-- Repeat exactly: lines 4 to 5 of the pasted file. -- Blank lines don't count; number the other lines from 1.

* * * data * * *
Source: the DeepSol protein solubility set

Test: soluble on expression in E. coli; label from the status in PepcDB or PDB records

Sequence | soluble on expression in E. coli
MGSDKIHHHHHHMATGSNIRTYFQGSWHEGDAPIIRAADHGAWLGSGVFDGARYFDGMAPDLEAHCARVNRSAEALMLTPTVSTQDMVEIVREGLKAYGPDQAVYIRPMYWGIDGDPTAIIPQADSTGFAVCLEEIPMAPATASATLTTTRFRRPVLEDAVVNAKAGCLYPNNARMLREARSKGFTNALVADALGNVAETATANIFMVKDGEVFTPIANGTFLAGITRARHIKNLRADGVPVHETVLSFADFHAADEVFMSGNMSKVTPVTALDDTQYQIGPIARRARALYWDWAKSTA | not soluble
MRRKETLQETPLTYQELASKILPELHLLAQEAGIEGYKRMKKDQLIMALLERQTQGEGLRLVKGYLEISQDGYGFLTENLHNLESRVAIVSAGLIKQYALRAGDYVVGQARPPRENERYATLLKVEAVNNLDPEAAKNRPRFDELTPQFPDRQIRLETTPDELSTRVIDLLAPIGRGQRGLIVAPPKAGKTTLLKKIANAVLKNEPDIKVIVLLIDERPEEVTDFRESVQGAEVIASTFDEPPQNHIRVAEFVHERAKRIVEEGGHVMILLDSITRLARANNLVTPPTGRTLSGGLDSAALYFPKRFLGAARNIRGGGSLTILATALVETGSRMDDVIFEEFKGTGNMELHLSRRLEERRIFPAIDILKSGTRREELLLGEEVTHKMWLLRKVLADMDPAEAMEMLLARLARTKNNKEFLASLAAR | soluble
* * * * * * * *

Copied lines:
MGSDKIHHHHHHMATGSNIRTYFQGSWHEGDAPIIRAADHGAWLGSGVFDGARYFDGMAPDLEAHCARVNRSAEALMLTPTVSTQDMVEIVREGLKAYGPDQAVYIRPMYWGIDGDPTAIIPQADSTGFAVCLEEIPMAPATASATLTTTRFRRPVLEDAVVNAKAGCLYPNNARMLREARSKGFTNALVADALGNVAETATANIFMVKDGEVFTPIANGTFLAGITRARHIKNLRADGVPVHETVLSFADFHAADEVFMSGNMSKVTPVTALDDTQYQIGPIARRARALYWDWAKSTA | not soluble
MRRKETLQETPLTYQELASKILPELHLLAQEAGIEGYKRMKKDQLIMALLERQTQGEGLRLVKGYLEISQDGYGFLTENLHNLESRVAIVSAGLIKQYALRAGDYVVGQARPPRENERYATLLKVEAVNNLDPEAAKNRPRFDELTPQFPDRQIRLETTPDELSTRVIDLLAPIGRGQRGLIVAPPKAGKTTLLKKIANAVLKNEPDIKVIVLLIDERPEEVTDFRESVQGAEVIASTFDEPPQNHIRVAEFVHERAKRIVEEGGHVMILLDSITRLARANNLVTPPTGRTLSGGLDSAALYFPKRFLGAARNIRGGGSLTILATALVETGSRMDDVIFEEFKGTGNMELHLSRRLEERRIFPAIDILKSGTRREELLLGEEVTHKMWLLRKVLADMDPAEAMEMLLARLARTKNNKEFLASLAAR | soluble